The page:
# Stepper motor and limit switches

EDIT: Solved, this topic can be deleted

Hey guys,

I have an arm thats being rotated by a stepper motor for a total of 90 degrees in the horizontal plane around the Z-axis. I want to home the encoder thats on the stepper motor shaft by using two limit switches, one on 0 degrees and one on 90 degrees.

The arm should move to 0 degrees first, touch the limit switch, then reverse direction, touch the other limit switch at 90 degrees and determine the 0-90 degrees field.

So far I managed to get the motor to switch direction when it touches the limit switch at 0 degrees, but what happens is: after it lets go of the limit switch, it changes direction back again almost immediately and touches the limit switch again. This becomes an endless loop of the arm clicking on the limit switch. I haven’t been able to figure out how to adapt my code in such way that the arm only changes direction once, and then moves to the other limit switch at 90 degrees. I think I need to somehow force the value of the limit switch to stay LOW (pressed) after it touches once. However i dont know how to implement this as code.

Currently my code looks like this. I would highly appreciate if any of you guys could give me insight on how I could adapt it so that the arm goes to the limit switch at 0 degrees, then reverses direction and goes to 90 degrees.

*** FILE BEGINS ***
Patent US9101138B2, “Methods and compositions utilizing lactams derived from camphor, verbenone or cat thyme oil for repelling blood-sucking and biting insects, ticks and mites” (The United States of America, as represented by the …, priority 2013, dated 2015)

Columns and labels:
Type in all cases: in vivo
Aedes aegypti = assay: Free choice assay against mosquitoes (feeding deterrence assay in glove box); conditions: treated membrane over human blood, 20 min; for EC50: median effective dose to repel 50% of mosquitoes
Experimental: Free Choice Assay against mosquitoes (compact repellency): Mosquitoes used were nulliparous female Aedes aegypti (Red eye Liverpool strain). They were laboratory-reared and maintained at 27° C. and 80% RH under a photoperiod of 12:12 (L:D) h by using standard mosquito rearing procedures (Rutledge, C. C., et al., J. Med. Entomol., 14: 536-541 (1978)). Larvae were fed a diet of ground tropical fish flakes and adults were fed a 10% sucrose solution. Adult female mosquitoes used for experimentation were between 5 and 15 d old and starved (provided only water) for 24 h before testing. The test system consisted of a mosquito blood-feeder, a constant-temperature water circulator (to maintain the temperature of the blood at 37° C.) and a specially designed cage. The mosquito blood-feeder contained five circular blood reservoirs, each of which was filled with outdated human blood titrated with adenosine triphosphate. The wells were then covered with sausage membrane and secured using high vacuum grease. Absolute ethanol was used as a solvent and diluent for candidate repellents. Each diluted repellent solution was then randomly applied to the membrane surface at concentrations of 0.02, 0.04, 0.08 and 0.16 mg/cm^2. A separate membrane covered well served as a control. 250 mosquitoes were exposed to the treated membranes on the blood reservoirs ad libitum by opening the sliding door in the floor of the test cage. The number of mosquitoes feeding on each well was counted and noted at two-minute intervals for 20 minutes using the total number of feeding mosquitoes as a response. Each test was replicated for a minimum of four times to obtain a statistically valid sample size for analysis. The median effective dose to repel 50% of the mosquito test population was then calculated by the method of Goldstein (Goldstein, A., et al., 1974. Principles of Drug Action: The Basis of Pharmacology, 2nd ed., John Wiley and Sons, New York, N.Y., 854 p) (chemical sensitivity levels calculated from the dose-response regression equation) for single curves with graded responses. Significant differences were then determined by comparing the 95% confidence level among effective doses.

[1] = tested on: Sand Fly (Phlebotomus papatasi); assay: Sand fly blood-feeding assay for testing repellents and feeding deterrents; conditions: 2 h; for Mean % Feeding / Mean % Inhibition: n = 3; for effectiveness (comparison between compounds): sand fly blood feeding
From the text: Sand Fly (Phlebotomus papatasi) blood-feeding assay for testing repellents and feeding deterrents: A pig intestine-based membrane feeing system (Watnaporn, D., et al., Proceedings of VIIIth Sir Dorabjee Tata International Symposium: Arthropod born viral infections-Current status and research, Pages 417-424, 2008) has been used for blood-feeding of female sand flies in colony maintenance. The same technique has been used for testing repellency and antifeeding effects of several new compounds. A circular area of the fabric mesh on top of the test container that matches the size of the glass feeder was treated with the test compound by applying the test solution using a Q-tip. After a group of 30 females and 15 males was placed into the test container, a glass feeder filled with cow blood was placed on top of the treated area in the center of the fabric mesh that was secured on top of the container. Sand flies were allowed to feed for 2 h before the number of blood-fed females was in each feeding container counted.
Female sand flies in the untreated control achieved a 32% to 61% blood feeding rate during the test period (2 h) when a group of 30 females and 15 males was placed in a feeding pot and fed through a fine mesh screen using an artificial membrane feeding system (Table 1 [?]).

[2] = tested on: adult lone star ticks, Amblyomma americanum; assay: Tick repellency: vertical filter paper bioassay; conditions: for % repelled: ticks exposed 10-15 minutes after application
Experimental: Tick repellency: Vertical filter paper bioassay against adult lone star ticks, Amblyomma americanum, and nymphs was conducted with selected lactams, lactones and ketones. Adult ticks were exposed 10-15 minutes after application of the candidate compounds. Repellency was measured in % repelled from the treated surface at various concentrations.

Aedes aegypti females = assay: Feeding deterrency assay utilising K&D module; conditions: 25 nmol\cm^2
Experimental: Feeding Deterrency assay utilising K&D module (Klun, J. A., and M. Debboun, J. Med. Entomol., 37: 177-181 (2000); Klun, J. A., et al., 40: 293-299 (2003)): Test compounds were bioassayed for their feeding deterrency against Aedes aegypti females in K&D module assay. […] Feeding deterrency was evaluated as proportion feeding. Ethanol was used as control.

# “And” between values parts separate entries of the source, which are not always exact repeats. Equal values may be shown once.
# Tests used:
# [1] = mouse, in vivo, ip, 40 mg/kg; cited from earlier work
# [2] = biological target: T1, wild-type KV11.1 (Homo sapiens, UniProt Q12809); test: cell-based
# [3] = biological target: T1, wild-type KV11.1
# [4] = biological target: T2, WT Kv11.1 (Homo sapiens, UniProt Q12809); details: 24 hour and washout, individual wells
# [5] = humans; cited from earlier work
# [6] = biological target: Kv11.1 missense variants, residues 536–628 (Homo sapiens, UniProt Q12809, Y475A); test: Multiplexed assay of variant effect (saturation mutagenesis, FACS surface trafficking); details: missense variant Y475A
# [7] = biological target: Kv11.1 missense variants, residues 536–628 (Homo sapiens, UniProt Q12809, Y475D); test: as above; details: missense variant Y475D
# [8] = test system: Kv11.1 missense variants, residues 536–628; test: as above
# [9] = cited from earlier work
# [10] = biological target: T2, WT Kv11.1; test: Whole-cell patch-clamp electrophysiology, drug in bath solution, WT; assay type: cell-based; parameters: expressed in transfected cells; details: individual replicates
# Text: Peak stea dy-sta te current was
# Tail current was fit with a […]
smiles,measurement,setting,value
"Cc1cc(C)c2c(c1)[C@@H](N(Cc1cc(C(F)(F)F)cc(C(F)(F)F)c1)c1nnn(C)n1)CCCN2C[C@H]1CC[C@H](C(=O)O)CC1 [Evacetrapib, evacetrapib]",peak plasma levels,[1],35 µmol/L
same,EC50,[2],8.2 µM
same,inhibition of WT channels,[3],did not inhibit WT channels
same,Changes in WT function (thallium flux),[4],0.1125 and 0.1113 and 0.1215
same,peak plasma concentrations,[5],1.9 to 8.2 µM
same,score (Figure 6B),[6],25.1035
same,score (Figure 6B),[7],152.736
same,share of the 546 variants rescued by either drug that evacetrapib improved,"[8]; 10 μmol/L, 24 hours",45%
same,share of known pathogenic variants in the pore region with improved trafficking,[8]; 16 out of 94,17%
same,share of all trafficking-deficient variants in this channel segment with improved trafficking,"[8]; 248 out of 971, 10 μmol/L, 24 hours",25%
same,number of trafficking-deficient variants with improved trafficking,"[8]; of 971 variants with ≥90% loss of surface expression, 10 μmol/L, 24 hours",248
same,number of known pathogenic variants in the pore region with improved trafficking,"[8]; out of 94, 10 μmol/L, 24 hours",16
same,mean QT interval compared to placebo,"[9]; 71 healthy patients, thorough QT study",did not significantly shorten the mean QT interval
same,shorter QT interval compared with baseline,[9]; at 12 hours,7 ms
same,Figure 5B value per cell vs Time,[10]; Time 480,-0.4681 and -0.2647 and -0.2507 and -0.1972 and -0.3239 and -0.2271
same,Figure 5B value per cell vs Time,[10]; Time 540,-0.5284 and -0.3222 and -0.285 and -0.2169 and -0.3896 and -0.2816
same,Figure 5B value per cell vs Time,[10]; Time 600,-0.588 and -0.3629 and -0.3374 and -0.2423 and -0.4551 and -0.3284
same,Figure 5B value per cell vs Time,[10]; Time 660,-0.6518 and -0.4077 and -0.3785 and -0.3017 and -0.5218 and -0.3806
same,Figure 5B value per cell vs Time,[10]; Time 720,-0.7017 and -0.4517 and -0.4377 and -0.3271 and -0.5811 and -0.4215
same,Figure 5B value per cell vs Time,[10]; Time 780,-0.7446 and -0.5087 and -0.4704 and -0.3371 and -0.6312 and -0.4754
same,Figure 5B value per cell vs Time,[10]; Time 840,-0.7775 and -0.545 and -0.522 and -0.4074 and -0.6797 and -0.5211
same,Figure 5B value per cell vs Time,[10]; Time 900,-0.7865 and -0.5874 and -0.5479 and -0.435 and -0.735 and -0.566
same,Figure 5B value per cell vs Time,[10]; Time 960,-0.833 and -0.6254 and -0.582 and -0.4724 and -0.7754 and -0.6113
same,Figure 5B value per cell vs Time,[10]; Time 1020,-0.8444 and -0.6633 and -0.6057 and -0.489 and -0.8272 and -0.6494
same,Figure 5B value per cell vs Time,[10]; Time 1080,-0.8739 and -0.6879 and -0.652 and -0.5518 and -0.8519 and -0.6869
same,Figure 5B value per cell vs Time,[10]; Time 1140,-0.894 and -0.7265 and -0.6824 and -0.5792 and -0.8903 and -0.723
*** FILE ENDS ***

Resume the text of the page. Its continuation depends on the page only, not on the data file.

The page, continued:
``````//encoder
#define encoderPinA 2 //encoder A
#define encoderPinB 3 //encoder B
#define CPR 4096 // encoder counts/rev
volatile int counter = 0; //counter encoder steps
volatile int var_degrees = 0; // encoder output in degrees

//stepper motor
#define dirPin 8 //dir motorcontroller
#define stepPin 9 // step motorcontroller
int stepsPerRevolution = 800;
boolean motorMayMoveFwd = LOW; // motor movement allowed

//limit switch 1
#define limitSwitch1 4 // limit switch 1
boolean switchState1 = LOW; // switch state
boolean prevSwitchState1 = LOW; // previous switch state

//interrupt
volatile boolean flag; // flag for interrupts

void setup() {
Serial.begin (115200); // baudrate serial monitor

attachInterrupt(digitalPinToInterrupt(encoderPinA), isr_2, CHANGE); //initialize interrupt

pinMode(stepPin, OUTPUT);
pinMode(dirPin, OUTPUT);

pinMode (limitSwitch1, INPUT);

pinMode (encoderPinA, INPUT);
pinMode (encoderPinB, INPUT);
}

void loop() {
if (flag == true) {
var_degrees = ((360 / 4096.00) * counter); //convert encoder steps to degrees
Serial.println(var_degrees);
flag = false;
}
homing();
}

//Interrupts

void isr_2() {
flag = true;
counter = counter - 1; //COUNTER CLOCK WISE
}
else {
counter = counter + 1; //CW
}
}
else {
counter = counter + 1; //CW
}
else {
counter = counter - 1 ; //CCW
}
}
}

void homing() {
prevSwitchState1 = switchState1;

if (switchState1 == HIGH && prevSwitchState1 == LOW) { //if switch is not activated
motorMayMoveFwd = true; //motor may move
}

if (motorMayMoveFwd == true) {
digitalWrite(dirPin, HIGH);// Set the spinning direction clockwise:
// Spin the stepper motor 1 revolution slowly:
//for (int i = 0; i < stepsPerRevolution; i++) {
// These four lines result in 1 step:
digitalWrite(stepPin, HIGH);
delayMicroseconds(7000);
digitalWrite(stepPin, LOW);
delayMicroseconds(7000);
}

prevSwitchState1 = switchState1;

if (switchState1 == LOW && prevSwitchState1 == HIGH)
motorMayMoveFwd = false;
if (motorMayMoveFwd == false) {
digitalWrite(dirPin, LOW);
digitalWrite(stepPin, HIGH);
delayMicroseconds(7000);
digitalWrite(stepPin, LOW);
delayMicroseconds(7000);

}
}
``````

A state machine may be the way to go.

Hi,